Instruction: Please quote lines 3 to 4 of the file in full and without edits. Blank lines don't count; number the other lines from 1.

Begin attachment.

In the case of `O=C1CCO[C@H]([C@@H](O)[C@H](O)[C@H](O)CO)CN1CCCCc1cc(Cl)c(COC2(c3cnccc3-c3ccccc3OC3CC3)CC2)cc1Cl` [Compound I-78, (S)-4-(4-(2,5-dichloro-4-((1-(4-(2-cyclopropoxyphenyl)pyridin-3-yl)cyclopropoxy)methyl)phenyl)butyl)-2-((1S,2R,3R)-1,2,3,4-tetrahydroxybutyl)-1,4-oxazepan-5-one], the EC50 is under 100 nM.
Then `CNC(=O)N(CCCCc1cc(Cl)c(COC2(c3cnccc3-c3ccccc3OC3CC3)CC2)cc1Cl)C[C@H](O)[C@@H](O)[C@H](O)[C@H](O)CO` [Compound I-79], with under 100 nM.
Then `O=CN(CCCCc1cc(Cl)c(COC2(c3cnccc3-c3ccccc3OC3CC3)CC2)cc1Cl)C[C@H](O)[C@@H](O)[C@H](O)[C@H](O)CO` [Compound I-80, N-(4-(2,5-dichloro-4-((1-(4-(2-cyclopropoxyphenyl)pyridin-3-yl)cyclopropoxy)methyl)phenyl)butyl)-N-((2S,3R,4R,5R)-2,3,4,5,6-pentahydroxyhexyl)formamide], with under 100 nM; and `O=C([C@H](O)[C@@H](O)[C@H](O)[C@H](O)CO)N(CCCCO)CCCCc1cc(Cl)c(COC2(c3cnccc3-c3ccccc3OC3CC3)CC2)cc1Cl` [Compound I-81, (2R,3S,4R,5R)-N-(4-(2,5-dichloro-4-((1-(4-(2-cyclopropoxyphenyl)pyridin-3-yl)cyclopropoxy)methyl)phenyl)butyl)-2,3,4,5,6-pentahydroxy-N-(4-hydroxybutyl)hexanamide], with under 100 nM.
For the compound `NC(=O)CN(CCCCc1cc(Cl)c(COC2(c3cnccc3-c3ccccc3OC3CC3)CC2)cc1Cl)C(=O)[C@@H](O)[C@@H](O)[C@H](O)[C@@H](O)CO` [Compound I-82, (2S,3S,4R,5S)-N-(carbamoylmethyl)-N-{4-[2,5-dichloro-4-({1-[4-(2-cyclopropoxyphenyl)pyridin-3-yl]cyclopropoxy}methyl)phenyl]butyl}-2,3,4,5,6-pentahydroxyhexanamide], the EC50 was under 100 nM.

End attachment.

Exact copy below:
Then `O=CN(CCCCc1cc(Cl)c(COC2(c3cnccc3-c3ccccc3OC3CC3)CC2)cc1Cl)C[C@H](O)[C@@H](O)[C@H](O)[C@H](O)CO` [Compound I-80, N-(4-(2,5-dichloro-4-((1-(4-(2-cyclopropoxyphenyl)pyridin-3-yl)cyclopropoxy)methyl)phenyl)butyl)-N-((2S,3R,4R,5R)-2,3,4,5,6-pentahydroxyhexyl)formamide], with under 100 nM; and `O=C([C@H](O)[C@@H](O)[C@H](O)[C@H](O)CO)N(CCCCO)CCCCc1cc(Cl)c(COC2(c3cnccc3-c3ccccc3OC3CC3)CC2)cc1Cl` [Compound I-81, (2R,3S,4R,5R)-N-(4-(2,5-dichloro-4-((1-(4-(2-cyclopropoxyphenyl)pyridin-3-yl)cyclopropoxy)methyl)phenyl)butyl)-2,3,4,5,6-pentahydroxy-N-(4-hydroxybutyl)hexanamide], with under 100 nM.
For the compound `NC(=O)CN(CCCCc1cc(Cl)c(COC2(c3cnccc3-c3ccccc3OC3CC3)CC2)cc1Cl)C(=O)[C@@H](O)[C@@H](O)[C@H](O)[C@@H](O)CO` [Compound I-82, (2S,3S,4R,5S)-N-(carbamoylmethyl)-N-{4-[2,5-dichloro-4-({1-[4-(2-cyclopropoxyphenyl)pyridin-3-yl]cyclopropoxy}methyl)phenyl]butyl}-2,3,4,5,6-pentahydroxyhexanamide], the EC50 was under 100 nM.